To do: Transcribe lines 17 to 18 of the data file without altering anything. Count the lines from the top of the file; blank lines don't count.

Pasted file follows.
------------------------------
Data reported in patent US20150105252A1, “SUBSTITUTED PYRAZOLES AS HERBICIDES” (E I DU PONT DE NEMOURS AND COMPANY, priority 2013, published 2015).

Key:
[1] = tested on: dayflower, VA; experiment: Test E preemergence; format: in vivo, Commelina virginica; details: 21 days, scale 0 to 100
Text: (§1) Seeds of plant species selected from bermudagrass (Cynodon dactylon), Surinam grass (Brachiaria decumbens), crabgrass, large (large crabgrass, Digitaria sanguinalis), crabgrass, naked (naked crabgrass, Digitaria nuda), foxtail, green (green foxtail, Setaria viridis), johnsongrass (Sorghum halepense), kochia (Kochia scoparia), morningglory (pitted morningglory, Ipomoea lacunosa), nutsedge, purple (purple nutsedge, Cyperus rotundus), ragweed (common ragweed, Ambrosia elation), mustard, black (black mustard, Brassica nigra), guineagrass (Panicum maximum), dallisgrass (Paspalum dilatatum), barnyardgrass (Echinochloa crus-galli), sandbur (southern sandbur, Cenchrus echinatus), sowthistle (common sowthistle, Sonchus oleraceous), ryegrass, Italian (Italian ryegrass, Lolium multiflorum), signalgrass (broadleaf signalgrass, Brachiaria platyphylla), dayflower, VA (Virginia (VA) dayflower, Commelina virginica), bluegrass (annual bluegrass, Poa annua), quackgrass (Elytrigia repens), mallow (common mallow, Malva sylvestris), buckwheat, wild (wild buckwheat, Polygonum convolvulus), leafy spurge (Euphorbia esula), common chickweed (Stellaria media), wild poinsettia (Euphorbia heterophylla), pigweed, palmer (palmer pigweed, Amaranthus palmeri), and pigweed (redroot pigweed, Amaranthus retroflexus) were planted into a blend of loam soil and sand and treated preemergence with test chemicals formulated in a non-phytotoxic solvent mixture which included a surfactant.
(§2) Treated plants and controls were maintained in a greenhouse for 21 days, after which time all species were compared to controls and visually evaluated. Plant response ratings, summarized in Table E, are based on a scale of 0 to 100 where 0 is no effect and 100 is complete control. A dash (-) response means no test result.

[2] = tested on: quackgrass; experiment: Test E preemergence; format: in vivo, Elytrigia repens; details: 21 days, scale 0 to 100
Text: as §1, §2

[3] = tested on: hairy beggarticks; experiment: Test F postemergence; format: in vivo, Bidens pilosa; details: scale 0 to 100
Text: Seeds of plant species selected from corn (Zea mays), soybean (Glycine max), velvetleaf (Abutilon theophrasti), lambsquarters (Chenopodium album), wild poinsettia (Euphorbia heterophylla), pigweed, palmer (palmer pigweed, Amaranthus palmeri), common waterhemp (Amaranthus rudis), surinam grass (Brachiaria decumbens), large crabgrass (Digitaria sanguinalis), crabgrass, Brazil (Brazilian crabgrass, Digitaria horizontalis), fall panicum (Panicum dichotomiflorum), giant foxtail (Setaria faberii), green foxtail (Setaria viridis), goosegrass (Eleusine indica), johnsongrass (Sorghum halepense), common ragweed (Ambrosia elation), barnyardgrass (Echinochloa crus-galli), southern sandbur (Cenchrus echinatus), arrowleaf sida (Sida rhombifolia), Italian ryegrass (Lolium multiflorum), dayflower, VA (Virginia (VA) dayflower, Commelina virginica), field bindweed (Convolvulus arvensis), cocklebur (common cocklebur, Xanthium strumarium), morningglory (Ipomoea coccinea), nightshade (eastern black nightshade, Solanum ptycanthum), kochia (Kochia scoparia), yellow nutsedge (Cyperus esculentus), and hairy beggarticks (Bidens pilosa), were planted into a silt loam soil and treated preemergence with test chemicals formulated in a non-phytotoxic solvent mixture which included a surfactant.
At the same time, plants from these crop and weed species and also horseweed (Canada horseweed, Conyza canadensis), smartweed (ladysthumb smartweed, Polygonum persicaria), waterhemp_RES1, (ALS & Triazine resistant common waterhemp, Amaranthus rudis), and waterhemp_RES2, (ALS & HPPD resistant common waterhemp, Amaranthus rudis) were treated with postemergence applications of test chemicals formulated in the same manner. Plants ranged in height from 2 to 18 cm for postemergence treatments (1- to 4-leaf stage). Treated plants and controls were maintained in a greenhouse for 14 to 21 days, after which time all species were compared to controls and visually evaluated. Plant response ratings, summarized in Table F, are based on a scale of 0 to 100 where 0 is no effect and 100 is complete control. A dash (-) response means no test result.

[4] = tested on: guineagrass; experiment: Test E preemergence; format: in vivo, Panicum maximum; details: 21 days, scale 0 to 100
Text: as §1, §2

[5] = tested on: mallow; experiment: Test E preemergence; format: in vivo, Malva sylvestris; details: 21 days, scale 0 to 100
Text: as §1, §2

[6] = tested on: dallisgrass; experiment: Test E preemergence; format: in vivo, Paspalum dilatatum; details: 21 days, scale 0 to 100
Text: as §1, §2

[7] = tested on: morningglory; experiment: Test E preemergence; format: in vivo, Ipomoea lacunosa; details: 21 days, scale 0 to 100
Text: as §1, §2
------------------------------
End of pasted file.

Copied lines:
[7] = tested on: morningglory; experiment: Test E preemergence; format: in vivo, Ipomoea lacunosa; details: 21 days, scale 0 to 100
Text: as §1, §2